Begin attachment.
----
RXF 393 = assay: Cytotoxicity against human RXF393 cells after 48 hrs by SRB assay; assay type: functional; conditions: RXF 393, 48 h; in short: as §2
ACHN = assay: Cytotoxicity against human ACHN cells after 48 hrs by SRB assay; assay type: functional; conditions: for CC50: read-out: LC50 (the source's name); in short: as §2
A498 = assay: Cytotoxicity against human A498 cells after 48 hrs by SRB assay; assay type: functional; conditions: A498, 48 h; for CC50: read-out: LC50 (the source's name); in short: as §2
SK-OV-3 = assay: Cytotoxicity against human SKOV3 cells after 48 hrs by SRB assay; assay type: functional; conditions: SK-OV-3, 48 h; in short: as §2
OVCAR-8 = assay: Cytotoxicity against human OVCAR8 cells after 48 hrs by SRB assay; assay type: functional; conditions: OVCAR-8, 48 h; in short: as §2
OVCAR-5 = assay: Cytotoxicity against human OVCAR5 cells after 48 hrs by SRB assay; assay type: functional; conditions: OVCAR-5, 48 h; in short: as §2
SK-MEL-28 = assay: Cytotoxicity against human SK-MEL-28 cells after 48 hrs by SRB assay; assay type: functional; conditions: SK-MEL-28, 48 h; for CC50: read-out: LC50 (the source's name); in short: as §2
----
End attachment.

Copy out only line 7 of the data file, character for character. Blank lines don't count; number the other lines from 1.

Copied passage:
SK-MEL-28 = assay: Cytotoxicity against human SK-MEL-28 cells after 48 hrs by SRB assay; assay type: functional; conditions: SK-MEL-28, 48 h; for CC50: read-out: LC50 (the source's name); in short: as §2